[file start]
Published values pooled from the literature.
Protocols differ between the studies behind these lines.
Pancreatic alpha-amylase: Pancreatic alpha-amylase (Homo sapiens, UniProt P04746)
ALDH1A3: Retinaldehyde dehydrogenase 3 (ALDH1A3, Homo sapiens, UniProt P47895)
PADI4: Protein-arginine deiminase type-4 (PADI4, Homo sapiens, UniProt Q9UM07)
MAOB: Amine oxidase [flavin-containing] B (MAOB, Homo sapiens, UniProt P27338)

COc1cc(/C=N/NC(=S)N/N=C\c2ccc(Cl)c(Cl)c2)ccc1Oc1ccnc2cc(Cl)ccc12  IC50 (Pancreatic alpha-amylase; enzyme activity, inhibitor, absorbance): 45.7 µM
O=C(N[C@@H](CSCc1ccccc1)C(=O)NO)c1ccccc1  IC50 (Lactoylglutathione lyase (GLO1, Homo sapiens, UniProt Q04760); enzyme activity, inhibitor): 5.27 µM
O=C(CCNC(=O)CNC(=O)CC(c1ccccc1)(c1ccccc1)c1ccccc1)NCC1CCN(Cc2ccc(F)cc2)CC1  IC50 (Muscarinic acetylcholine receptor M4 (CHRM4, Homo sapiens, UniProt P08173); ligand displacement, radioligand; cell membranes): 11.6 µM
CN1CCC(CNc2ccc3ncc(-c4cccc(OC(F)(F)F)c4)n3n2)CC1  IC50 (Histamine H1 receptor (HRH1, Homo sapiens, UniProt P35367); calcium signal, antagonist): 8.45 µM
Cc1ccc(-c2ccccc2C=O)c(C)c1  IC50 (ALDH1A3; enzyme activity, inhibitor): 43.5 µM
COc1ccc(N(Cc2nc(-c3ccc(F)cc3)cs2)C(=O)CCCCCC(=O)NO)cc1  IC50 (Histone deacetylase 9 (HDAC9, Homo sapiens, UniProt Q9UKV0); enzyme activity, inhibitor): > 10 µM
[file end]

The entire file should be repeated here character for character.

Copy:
Published values pooled from the literature.
Protocols differ between the studies behind these lines.
Pancreatic alpha-amylase: Pancreatic alpha-amylase (Homo sapiens, UniProt P04746)
ALDH1A3: Retinaldehyde dehydrogenase 3 (ALDH1A3, Homo sapiens, UniProt P47895)
PADI4: Protein-arginine deiminase type-4 (PADI4, Homo sapiens, UniProt Q9UM07)
MAOB: Amine oxidase [flavin-containing] B (MAOB, Homo sapiens, UniProt P27338)

COc1cc(/C=N/NC(=S)N/N=C\c2ccc(Cl)c(Cl)c2)ccc1Oc1ccnc2cc(Cl)ccc12  IC50 (Pancreatic alpha-amylase; enzyme activity, inhibitor, absorbance): 45.7 µM
O=C(N[C@@H](CSCc1ccccc1)C(=O)NO)c1ccccc1  IC50 (Lactoylglutathione lyase (GLO1, Homo sapiens, UniProt Q04760); enzyme activity, inhibitor): 5.27 µM
O=C(CCNC(=O)CNC(=O)CC(c1ccccc1)(c1ccccc1)c1ccccc1)NCC1CCN(Cc2ccc(F)cc2)CC1  IC50 (Muscarinic acetylcholine receptor M4 (CHRM4, Homo sapiens, UniProt P08173); ligand displacement, radioligand; cell membranes): 11.6 µM
CN1CCC(CNc2ccc3ncc(-c4cccc(OC(F)(F)F)c4)n3n2)CC1  IC50 (Histamine H1 receptor (HRH1, Homo sapiens, UniProt P35367); calcium signal, antagonist): 8.45 µM
Cc1ccc(-c2ccccc2C=O)c(C)c1  IC50 (ALDH1A3; enzyme activity, inhibitor): 43.5 µM
COc1ccc(N(Cc2nc(-c3ccc(F)cc3)cs2)C(=O)CCCCCC(=O)NO)cc1  IC50 (Histone deacetylase 9 (HDAC9, Homo sapiens, UniProt Q9UKV0); enzyme activity, inhibitor): > 10 µM